As pandemic restrictions wind down, many British Columbians appear to have been bitten by the travel bug and are eager to leave home this summer.
However, with gas prices and flight demands skyrocketing, finding the most cost-effective way to make the most of a vacation may be tricky.
According to travel agency KAYAK, summer flight prices are up 31 per cent overall. Domestic flight prices are up 20 per cent, and international travel up 17 per cent.
For those looking to hit the road instead of the sky, prices are also only increasing – domestic rental car prices are up 111 per cent and international rental car prices up 17 per cent.
To help travellers make the best decisions, KAYAK has released a trip calculator, which gathers data on flying and driving options based on trip details and dates.
A new BCAA survey released in June found that, despite having some of the highest gas prices in the country, British Columbians still plan to take road trips this summer – but are adjusting their plans.
While 77 per cent of British Columbians say that the high price of gas makes road trips ‘too expensive’ this year, a large majority (69 per cent) still plan a vacation road trip.
“All those things we love to do – take the scenic route, go a little further to see what’s on the other side of the lake – may have to wait until gas prices go down. It looks like this could be a year when many of us decide to drive directly to our destination and simply stay there,” said Josh Smythe, BCAA Automotive Manager.
Tips from BCAA include:
- Route-plan for a shorter drive: Plan the most direct route possible. Use GPS, maps, whatever it takes to avoid getting off track. When choosing a vacation spot, consider one that’s closer to activities, where you can park up and walk to explore.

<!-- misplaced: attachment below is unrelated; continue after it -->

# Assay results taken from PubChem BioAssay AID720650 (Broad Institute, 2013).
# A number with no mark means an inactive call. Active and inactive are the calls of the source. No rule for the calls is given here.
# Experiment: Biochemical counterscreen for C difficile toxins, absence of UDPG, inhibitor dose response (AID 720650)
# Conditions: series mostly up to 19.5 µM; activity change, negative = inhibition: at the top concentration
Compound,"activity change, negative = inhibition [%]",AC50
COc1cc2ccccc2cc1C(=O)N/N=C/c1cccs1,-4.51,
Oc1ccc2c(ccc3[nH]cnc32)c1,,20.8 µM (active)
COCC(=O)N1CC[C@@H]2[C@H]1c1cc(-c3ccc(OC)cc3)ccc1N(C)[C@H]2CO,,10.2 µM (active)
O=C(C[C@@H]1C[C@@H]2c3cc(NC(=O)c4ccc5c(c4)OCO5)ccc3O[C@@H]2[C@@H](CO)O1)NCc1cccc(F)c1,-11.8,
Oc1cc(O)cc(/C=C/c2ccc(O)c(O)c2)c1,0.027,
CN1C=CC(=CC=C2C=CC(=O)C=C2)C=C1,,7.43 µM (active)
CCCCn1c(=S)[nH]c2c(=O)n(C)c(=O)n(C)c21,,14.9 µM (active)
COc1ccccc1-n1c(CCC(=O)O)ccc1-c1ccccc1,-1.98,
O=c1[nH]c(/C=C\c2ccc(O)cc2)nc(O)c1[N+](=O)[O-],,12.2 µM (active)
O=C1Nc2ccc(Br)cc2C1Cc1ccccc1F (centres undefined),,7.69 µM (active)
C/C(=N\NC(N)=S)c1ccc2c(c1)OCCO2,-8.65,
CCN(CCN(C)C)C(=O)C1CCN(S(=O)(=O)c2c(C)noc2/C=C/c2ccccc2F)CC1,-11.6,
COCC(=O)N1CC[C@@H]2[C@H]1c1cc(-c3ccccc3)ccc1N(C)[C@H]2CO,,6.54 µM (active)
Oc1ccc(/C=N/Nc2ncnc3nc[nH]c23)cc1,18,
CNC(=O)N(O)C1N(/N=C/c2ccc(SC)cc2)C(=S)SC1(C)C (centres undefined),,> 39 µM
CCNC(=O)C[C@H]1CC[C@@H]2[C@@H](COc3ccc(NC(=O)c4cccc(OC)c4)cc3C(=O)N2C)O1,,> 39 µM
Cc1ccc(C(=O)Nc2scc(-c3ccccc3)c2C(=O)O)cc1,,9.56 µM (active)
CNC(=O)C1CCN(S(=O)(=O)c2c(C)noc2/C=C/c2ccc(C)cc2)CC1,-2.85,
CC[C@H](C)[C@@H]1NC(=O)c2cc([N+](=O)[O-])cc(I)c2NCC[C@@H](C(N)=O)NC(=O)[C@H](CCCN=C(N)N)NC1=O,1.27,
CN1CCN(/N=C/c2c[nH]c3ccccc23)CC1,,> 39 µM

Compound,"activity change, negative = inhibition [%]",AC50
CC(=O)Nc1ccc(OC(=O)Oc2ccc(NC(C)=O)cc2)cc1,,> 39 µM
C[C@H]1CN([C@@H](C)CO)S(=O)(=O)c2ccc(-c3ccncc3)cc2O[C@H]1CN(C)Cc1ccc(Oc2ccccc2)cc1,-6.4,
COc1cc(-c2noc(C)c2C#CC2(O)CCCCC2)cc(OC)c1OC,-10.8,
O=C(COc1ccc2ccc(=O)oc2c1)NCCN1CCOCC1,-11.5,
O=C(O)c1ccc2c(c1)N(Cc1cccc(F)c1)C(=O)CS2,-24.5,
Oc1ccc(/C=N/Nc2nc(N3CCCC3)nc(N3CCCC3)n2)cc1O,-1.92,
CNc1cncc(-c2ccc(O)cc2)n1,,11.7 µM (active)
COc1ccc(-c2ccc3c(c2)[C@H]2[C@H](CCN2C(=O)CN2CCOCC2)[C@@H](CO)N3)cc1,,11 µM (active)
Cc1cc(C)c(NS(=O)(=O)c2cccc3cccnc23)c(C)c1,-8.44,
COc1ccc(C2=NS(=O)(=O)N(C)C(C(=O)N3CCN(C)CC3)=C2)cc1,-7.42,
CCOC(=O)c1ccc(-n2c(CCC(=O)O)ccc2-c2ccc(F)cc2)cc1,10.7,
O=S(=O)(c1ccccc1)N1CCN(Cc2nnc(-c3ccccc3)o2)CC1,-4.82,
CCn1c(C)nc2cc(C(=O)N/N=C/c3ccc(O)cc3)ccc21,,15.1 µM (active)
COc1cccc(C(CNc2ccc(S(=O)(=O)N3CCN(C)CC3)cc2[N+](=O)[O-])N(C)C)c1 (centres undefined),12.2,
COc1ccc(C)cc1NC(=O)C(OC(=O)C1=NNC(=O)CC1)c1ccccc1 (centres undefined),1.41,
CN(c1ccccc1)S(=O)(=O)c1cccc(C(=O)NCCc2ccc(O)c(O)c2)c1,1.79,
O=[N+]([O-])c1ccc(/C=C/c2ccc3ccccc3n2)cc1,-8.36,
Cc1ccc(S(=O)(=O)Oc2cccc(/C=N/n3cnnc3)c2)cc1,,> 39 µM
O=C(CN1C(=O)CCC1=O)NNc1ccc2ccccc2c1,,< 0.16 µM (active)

- Vacation-mode driving: When planning routes, look for ways to get there that don’t require as many stops and starts. Save gas by slowing down, driving smoothly at steady speeds within the speed limit and avoiding jackrabbit starts and hard braking. “Drive chill, like you’ve already had a vacation,” Smythe suggests.
- Climate control: Air conditioning uses power from the engine that consumes fuel. To save gas, Smythe recommends trying the simple choice first: open windows a few inches for air flow before pushing the AC button.
- Lighten your load: Carrying excess weight wastes gas, so pack light and clean out the trunk, cargo areas and passenger compartments. For necessities, pay attention to how they’re arranged and distribute the weight evenly. Remove your roof rack/box when you don’t use it to reduce wind resistance. If you can rent equipment at your destination, this might be the year for it as towing trailers for recreational vehicles are hard on fuel economy.
- Fueling up: A full tank of gas may add weight, but it’s not worth driving with less as you’ll waste fuel searching for a gas station. Also, resist the urge to use cheaper fuels not recommended for your vehicles to save money. In the long term you will pay more for repairs.
- Tune up before you head out: A well-tuned vehicle with properly inflated tires improves fuel economy. Tires can change pressure depending on weather, so for the best fuel economy, Smythe recommends that each time you fill up your tank, check your tire pressures are at the manufacturer’s recommended level.
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